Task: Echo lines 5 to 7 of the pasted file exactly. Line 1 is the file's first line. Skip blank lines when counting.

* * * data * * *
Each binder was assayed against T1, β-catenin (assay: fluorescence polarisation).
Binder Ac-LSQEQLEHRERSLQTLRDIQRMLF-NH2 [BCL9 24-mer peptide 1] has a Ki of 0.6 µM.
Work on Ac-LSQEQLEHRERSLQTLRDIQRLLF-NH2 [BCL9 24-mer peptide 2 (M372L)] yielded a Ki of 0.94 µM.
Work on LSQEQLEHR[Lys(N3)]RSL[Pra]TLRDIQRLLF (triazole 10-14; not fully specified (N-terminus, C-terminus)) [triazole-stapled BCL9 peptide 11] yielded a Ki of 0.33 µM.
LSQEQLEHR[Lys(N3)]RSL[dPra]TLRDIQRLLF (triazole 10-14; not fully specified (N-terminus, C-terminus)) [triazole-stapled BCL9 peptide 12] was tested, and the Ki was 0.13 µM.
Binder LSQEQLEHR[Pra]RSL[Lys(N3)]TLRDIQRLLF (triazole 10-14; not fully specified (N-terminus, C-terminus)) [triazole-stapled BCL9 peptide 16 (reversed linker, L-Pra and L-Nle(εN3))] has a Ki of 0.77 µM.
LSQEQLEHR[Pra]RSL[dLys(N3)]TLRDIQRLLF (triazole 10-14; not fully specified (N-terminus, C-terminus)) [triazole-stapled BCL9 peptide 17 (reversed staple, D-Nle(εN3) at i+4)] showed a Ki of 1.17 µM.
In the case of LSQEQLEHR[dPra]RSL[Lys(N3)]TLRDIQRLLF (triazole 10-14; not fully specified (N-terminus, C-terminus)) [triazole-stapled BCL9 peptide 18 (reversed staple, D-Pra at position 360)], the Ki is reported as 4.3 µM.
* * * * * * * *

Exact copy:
LSQEQLEHR[Lys(N3)]RSL[dPra]TLRDIQRLLF (triazole 10-14; not fully specified (N-terminus, C-terminus)) [triazole-stapled BCL9 peptide 12] was tested, and the Ki was 0.13 µM.
Binder LSQEQLEHR[Pra]RSL[Lys(N3)]TLRDIQRLLF (triazole 10-14; not fully specified (N-terminus, C-terminus)) [triazole-stapled BCL9 peptide 16 (reversed linker, L-Pra and L-Nle(εN3))] has a Ki of 0.77 µM.
LSQEQLEHR[Pra]RSL[dLys(N3)]TLRDIQRLLF (triazole 10-14; not fully specified (N-terminus, C-terminus)) [triazole-stapled BCL9 peptide 17 (reversed staple, D-Nle(εN3) at i+4)] showed a Ki of 1.17 µM.